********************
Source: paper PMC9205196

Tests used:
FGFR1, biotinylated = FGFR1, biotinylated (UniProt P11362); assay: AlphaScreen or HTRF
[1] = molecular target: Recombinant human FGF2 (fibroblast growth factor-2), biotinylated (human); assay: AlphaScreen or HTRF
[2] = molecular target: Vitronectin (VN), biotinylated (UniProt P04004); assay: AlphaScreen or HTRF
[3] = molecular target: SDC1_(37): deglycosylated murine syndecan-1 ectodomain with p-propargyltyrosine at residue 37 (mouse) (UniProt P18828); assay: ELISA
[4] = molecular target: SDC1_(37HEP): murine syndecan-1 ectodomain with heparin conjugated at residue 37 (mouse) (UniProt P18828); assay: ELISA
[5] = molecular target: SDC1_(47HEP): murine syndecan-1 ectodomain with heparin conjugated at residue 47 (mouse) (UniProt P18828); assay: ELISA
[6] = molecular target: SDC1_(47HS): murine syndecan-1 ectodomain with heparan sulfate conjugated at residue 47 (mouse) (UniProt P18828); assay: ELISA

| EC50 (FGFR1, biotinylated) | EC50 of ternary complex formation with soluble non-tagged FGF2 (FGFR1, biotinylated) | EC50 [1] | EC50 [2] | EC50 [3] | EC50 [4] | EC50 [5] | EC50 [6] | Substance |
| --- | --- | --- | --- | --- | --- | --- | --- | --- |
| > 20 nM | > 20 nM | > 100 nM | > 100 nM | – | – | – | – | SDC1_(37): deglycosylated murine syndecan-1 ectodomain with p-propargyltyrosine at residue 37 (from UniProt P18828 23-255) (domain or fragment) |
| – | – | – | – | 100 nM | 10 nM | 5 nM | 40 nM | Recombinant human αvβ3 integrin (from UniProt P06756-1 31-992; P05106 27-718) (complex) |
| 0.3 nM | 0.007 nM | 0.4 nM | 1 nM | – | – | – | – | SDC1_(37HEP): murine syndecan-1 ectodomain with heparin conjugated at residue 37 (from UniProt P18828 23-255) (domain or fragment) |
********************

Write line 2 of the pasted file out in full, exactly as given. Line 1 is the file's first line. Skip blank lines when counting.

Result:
Tests used: